The Old Curiosity Shop by Charles Dickens was his fourth novel, originally published as a serial in his weekly periodical, Master Humphrey’s Clock. It was said to have been so popular that people clamored to the boats when the last shipment arrived, asking the sailors, who may have read it on the way, what happened to little Nell.
The story involves a girl of thirteen named Nell and her grandfather, who is never named. They live in her grandfather’s shop, which is kind of an odds and ends store. Her parents died long before, and she is content to live with and help her grandfather, even though it is something of a lonely existence for her. She rarely sees anyone her own age except Kit, who works for her grandfather and can make her laugh. Unbeknownst to her, Kit watches for her when she goes out on errands for her grandfather at night until she is safely home in bed.
The grandfather goes out at night as well, but no one knows where for several chapters. Later it is revealed that he has been gambling in order to try to give Nell what she deserves, but he has lost what money they had.
A dwarf named Daniel Quilp has loaned Nell’s grandfather money, and when he can’t repay, he takes over the curiosity shop and makes overtures to Nell about becoming his wife when she is older. He is already married but apparently doesn’t think his wife will live that long. Nell’s grandfather has something of a nervous breakdown, and when he recp0vers sufficiently, Nell convinces him that they should run away, that even if they have to beg for a living, they’ll be freer than they are now. Her grandfather agrees, and since he is weak and still not entirely in his right mind, Nell leads them and makes all the major decisions, at least for a time.
A great deal of the book deals with the different characters and situations they run in to. With Dickens’ penchant for unique characterizations, both good and villainous, you can imagine some of the ups and downs their path might take.
Quilp still seems to think they have a hidden fortune somewhere, so he tries to find them, and then sets his sights on Kit, whom he thinks is hindering him. He sets rather an elaborate scheme in motion to frame Kit for theft and have him imprisoned. The storyline spends a lot of time with Kit for much of the book before tying his situation back to Nell’s.
Meanwhile, someone else who is only called, at first, the Single Gentleman, comes to look for Nell and her grandfather, and it is not until later in the book that we discover what his purposes are.
Some of the quotes that stood out to me in the book:
For your popular rumour, unlike the rolling stone of the proverb, is one which gathers a deal of moss in its wanderings up and down.
There are chords in the human heart–strange, varying strings–which are only struck by accident; which will remain mute and senseless to appeals the most passionate and earnest, and respond at last to the slightest casual touch.
In the majority of cases, conscience is an elastic and very flexible article, which will bear a great deal of stretching and adapt itself to a great variety of circumstances.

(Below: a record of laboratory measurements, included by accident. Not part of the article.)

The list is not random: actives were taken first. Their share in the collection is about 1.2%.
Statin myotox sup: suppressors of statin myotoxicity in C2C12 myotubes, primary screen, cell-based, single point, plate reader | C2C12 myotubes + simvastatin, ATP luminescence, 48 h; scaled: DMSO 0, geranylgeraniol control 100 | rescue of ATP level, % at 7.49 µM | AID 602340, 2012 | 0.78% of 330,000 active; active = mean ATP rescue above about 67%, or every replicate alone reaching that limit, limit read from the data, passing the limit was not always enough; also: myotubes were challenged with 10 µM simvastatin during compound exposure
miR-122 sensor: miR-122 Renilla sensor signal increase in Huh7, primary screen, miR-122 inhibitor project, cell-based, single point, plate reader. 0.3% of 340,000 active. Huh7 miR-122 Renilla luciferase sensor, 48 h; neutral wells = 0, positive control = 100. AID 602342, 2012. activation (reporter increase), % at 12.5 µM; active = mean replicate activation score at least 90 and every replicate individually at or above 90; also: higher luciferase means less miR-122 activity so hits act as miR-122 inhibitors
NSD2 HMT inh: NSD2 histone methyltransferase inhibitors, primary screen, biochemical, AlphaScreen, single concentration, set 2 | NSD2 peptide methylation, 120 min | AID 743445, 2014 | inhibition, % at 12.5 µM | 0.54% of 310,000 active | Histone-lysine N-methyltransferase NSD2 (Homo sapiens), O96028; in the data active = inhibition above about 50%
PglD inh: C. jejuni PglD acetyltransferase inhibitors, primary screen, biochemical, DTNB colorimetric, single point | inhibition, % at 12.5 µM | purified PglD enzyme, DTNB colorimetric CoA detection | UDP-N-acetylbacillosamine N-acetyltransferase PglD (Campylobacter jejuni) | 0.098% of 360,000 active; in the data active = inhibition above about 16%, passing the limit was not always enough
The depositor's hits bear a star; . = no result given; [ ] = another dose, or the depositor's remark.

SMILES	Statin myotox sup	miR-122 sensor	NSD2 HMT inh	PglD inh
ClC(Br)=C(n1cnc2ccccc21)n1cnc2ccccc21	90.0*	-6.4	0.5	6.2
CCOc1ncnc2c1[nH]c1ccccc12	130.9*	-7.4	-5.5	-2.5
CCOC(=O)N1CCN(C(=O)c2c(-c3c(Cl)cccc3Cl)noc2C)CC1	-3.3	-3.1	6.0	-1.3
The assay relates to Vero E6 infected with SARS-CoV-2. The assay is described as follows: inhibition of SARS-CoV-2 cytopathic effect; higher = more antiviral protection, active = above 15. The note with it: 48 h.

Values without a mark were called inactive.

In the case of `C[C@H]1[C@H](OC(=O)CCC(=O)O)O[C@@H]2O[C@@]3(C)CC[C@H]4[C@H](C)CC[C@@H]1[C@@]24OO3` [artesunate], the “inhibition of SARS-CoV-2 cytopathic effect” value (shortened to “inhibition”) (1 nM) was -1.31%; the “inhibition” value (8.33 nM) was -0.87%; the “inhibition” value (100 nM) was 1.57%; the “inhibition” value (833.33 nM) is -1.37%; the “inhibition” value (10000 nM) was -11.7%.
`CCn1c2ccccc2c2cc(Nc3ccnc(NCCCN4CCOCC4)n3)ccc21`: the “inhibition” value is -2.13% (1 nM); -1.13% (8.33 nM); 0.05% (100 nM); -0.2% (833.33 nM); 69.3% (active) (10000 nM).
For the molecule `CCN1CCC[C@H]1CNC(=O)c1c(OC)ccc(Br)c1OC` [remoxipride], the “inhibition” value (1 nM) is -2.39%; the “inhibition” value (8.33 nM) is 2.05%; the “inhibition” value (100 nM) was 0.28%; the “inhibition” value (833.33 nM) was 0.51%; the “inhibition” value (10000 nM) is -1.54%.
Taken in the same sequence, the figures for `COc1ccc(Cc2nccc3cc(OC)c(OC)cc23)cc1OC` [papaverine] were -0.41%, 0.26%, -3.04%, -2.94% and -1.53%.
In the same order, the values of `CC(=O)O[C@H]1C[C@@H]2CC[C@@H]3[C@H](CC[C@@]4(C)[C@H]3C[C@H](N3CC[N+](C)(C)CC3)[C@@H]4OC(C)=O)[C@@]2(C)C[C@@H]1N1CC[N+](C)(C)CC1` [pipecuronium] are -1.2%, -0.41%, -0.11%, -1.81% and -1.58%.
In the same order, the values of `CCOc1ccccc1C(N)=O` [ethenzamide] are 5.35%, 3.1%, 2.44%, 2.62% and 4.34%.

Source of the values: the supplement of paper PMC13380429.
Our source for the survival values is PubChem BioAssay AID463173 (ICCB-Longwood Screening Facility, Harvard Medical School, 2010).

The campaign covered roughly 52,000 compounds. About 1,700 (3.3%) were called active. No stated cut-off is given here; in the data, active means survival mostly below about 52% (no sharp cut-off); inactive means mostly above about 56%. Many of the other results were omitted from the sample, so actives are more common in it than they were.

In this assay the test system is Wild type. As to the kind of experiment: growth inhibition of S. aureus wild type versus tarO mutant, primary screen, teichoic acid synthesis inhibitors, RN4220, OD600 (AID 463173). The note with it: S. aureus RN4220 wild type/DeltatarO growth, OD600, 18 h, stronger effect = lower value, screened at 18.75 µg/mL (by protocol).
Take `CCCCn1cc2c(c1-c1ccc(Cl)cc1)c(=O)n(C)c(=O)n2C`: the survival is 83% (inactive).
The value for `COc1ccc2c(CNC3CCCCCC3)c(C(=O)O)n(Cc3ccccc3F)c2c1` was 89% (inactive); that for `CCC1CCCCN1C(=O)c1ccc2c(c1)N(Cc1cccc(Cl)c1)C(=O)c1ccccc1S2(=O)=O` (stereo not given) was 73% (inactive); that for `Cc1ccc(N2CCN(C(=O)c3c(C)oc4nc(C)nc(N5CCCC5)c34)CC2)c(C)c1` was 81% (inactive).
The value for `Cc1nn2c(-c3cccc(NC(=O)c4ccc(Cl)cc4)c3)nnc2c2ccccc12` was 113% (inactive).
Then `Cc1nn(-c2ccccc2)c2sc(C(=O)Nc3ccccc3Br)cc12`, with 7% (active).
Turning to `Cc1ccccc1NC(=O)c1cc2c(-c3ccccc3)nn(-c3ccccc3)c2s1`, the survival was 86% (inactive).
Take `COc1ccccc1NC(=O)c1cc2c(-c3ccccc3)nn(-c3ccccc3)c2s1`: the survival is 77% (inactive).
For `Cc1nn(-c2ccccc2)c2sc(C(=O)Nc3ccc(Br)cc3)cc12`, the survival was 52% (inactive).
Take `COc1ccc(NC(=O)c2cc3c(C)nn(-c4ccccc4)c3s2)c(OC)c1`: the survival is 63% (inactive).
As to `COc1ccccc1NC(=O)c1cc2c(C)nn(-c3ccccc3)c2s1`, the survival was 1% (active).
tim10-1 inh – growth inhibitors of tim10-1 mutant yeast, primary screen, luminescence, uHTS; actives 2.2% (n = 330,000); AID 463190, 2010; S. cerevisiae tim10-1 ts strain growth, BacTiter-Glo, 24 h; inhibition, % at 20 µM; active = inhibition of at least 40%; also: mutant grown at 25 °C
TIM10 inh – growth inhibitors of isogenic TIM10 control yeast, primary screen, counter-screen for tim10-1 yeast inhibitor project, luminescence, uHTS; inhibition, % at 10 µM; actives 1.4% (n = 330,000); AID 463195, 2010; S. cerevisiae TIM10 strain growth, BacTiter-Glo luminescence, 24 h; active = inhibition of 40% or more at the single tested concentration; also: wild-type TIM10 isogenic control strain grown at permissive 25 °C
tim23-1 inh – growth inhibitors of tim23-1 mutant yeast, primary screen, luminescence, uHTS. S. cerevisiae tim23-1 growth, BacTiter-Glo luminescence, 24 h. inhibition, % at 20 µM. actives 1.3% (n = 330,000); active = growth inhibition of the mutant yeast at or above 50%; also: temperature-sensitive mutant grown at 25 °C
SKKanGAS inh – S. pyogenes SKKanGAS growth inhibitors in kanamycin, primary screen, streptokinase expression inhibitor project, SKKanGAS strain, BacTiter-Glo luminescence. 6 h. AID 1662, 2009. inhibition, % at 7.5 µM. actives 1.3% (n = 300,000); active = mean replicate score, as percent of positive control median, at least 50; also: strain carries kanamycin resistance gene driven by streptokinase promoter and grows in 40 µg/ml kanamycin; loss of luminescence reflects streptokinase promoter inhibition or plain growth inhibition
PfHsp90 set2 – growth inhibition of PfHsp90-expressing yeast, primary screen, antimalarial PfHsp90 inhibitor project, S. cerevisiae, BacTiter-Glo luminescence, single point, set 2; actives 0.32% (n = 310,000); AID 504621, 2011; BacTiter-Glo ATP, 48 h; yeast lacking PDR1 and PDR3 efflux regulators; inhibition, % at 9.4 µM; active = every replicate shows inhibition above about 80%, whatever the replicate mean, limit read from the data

From the death of each day’s hope another hope sprung up to live to-morrow.
The day was made for laziness, and lying on one’s back in green places, and staring at the sky till its brightness forced one to shut one’s eyes and go to sleep.
“Ahem!” coughed Miss Brass interrogatively.
“Places lie beyond these,” said the child, firmly, “where we may live in peace, and be tempted to do no harm. We will take the road that promises to have that end, and we would not turn out of it, if it were a hundred times worse than our fears lead us to expect. We would not, dear, would we?”
“The invading army of bricks and mortar whose station lay for the present nearly at his feet…” [I was amused at characterizing buildings as brick and mortar — I had thought that was a modern appellation!]
There is much I like about the book. Dickens characterizations are always rich, and there is a running note of sly irony connected with some of them that is quite amusing. Some sections are very touching. There is a lot of suspense both in what happens to Kit and and in the Single Gentleman’s pursuit. I especially liked how Richard Swiveller grew though the book : he started out as a friend of Nell’s brother, who was a ne’er-do-well who also thought the old man had money and was holding out on him, but the brother, Frederick, only has a small part. Richard, however, reminds me of the “simple” person in Proverbs – naive, easily swayed, in danger of going down the wrong path, but due to the circumstances he goes through, his eyes are opened to a great deal and he becomes a force for good. I could not stand him at first, but he grew to be one of my favorite characters.
But I am mad at Dickens for how the story ended. 🙂 And though Quilp is thoroughly villainous, it was hard for me to take him seriously. Maybe he was a little too villainous. No offense to little people, but I couldn’t comprehend how Quilp could intimidate all these people when any one of them could have taken him down.
But despite those complaints, I enjoyed the book and am glad to have read/listened to it. I had not known anything about it before except that I had heard about it being serialized and people were clamoring to know what happened at the end – understandable, especially when the end didn’t come for 73 weeks.
(This will also be linked to Semicolon‘s Saturday Review of Books.)